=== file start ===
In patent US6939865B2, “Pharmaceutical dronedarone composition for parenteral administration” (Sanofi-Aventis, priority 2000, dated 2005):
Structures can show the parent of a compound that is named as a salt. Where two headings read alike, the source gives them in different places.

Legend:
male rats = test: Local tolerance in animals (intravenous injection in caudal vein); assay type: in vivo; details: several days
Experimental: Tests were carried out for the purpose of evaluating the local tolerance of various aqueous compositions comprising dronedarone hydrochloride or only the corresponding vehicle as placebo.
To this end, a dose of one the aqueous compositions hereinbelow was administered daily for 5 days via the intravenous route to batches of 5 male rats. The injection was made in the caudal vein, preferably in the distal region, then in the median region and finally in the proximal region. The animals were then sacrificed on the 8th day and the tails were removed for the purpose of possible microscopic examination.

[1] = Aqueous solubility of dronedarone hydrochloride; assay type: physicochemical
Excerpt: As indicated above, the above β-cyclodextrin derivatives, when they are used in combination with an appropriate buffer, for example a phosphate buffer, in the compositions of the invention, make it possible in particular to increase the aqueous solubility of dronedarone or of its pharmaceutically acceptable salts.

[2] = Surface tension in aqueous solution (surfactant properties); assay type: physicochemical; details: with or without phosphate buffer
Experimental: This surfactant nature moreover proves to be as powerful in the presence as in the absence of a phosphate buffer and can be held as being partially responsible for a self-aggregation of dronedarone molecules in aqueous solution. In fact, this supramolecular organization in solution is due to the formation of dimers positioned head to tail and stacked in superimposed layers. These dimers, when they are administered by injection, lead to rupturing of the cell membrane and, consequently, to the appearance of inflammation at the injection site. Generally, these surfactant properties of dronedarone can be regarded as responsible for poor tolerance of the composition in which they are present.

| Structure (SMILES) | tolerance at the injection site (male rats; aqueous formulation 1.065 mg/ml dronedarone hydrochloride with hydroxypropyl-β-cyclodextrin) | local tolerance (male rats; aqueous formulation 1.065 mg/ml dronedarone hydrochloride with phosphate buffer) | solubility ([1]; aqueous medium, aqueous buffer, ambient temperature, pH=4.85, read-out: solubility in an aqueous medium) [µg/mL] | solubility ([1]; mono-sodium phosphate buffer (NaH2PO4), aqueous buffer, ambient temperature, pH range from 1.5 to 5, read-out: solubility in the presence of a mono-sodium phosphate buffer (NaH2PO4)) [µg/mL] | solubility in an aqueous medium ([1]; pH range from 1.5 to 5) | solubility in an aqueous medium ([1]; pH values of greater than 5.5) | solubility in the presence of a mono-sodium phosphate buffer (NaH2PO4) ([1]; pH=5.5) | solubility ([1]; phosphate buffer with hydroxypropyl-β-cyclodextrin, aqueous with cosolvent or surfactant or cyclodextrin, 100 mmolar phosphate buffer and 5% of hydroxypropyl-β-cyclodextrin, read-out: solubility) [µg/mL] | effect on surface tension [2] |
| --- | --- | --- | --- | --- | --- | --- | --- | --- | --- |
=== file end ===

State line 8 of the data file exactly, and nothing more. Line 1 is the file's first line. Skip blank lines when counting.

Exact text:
Excerpt: As indicated above, the above β-cyclodextrin derivatives, when they are used in combination with an appropriate buffer, for example a phosphate buffer, in the compositions of the invention, make it possible in particular to increase the aqueous solubility of dronedarone or of its pharmaceutically acceptable salts.